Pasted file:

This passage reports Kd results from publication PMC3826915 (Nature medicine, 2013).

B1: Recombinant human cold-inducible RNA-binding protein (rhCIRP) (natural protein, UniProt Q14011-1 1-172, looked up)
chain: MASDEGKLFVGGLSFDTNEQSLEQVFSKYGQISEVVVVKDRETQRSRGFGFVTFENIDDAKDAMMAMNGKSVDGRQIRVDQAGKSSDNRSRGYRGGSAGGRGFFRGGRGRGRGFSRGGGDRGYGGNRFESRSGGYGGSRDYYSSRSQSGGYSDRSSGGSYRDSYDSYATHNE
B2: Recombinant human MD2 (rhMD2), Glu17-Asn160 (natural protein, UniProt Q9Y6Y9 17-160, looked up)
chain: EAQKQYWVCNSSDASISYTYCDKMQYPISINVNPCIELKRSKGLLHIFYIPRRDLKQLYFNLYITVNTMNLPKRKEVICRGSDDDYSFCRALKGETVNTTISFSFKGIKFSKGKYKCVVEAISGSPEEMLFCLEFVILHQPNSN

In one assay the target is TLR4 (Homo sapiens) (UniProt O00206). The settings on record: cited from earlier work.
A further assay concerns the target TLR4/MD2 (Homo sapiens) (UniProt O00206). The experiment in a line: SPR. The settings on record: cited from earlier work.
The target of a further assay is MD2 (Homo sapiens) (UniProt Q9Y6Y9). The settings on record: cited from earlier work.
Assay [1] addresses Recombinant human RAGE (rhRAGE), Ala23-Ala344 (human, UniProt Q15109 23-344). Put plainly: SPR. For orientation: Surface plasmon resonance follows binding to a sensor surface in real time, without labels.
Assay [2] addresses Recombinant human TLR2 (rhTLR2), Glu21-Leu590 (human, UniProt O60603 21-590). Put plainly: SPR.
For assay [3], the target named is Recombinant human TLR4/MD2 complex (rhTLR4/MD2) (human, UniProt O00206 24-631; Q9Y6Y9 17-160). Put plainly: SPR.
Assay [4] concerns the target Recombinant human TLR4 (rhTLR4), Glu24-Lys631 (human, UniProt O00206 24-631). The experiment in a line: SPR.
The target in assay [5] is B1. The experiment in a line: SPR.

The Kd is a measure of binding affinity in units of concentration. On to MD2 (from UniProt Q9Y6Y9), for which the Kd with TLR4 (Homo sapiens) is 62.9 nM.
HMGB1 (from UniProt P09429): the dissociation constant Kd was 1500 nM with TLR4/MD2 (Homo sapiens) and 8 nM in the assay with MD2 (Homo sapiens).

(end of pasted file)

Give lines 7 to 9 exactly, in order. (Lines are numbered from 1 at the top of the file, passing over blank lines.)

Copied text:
A further assay concerns the target TLR4/MD2 (Homo sapiens) (UniProt O00206). The experiment in a line: SPR. The settings on record: cited from earlier work.
The target of a further assay is MD2 (Homo sapiens) (UniProt Q9Y6Y9). The settings on record: cited from earlier work.
Assay [1] addresses Recombinant human RAGE (rhRAGE), Ala23-Ala344 (human, UniProt Q15109 23-344). Put plainly: SPR. For orientation: Surface plasmon resonance follows binding to a sensor surface in real time, without labels.